Coding, has given me an exercise for my brain, it challenges me and it’s a lot of fun; and regarding to blogging: it helped me to save a lot, a lot of money and headaches.

So, now that I got you thinking that doing this might help you take over control of your professional life, I beg you please not to google how to do it, because the tutorials you’ll find could lead you to hate blogging, coding, and me for suggesting it. 

I’ve found we need another approach, and that’s what I’m gonna share with you, step by step. This is my contribution to the ADHD community.

Besides, we own the clouds; you should totally claim your space up here.

[1] You’ll find the two series at #BloggingWithADHD and #CodingWithADHD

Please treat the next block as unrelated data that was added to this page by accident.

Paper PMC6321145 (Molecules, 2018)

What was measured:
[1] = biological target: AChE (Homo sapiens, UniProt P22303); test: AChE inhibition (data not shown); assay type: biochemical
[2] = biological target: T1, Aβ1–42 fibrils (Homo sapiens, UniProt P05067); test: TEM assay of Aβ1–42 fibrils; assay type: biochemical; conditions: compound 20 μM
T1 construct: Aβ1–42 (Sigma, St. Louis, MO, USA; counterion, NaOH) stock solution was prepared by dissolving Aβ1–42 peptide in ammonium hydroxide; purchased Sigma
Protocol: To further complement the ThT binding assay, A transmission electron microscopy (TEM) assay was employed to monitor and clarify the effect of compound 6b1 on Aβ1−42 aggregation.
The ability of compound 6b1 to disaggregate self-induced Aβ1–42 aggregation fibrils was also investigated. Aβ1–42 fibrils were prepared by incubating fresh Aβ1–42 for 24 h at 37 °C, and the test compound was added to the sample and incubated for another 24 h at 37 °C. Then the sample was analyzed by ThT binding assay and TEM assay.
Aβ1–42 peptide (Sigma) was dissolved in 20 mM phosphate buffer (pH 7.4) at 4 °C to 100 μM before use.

[2] My first blog, was where I began sharing humor monologs in Spanish and some dramatic essays; is at bubblesandcheese.wordpress.com (now closed) 

[3] I have another blog, about the first pop band ever, the New Kids On The Block, at nkotbtheblog.com.

[4] WebMD. Best Jobs for People With ADHD [Last visited: February 2020]

[5] ADDitude Mag. 16 Good Jobs for People with ADHD [Last visited: February 2020]

[6] Check out more at: Green, Rick. What’s the Best Career for Someone With ADHD?  [Last visited: February 2020] HealthLine. Best Jobs for People with ADHD. [Last visited: February 2020]

[7] Tustin, Rachel. Jobs That Might Be a Good Fit for Your ADHD Child [Last visited: February 2020]